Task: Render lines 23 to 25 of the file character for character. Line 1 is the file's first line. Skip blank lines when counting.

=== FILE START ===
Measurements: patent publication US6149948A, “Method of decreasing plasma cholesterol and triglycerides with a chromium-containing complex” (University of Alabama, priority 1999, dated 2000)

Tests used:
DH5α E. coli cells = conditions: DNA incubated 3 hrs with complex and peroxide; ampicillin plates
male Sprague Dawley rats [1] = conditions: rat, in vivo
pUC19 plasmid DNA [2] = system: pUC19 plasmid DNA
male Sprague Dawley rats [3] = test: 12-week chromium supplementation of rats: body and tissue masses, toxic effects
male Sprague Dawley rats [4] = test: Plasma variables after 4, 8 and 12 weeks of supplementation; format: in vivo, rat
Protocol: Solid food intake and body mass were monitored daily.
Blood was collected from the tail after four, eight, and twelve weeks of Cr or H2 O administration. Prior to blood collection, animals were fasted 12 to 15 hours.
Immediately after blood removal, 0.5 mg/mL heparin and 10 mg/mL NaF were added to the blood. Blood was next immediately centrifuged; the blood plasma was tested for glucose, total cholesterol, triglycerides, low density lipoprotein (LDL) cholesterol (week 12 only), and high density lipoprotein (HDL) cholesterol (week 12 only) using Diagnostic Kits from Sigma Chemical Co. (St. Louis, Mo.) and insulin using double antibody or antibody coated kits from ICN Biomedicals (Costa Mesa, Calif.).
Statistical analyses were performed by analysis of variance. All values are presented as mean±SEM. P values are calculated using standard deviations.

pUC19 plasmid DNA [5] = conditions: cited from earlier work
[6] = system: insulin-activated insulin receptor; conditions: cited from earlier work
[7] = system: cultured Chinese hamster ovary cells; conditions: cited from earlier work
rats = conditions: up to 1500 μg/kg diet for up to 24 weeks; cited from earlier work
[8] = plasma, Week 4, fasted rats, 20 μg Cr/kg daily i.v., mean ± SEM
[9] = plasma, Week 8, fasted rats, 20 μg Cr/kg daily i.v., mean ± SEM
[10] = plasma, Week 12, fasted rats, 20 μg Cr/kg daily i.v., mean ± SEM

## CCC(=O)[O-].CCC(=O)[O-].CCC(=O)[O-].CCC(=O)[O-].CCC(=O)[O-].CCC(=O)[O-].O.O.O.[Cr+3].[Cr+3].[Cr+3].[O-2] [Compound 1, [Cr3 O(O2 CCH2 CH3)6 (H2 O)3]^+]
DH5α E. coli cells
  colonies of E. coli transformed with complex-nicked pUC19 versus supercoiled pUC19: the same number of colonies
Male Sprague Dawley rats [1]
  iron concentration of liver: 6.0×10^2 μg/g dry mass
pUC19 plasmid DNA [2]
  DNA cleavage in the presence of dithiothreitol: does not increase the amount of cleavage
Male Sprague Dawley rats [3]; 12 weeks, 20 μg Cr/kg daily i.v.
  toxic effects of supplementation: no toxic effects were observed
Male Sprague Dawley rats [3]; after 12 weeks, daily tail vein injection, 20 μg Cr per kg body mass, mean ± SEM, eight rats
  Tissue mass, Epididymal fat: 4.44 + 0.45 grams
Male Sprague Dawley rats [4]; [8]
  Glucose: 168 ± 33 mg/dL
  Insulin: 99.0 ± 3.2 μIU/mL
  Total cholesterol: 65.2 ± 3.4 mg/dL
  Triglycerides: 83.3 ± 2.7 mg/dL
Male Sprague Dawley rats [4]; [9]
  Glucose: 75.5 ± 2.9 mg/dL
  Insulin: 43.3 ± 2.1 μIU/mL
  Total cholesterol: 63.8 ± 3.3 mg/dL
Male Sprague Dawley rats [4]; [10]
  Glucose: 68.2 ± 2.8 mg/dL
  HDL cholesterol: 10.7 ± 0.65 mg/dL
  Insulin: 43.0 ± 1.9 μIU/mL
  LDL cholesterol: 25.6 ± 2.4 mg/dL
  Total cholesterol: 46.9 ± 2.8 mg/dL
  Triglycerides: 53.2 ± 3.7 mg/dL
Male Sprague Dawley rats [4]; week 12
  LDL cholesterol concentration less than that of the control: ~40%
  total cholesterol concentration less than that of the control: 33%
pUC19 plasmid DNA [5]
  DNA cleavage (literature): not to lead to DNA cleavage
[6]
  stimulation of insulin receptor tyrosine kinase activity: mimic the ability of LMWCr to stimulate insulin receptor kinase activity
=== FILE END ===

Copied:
  iron concentration of liver: 6.0×10^2 μg/g dry mass
pUC19 plasmid DNA [2]
  DNA cleavage in the presence of dithiothreitol: does not increase the amount of cleavage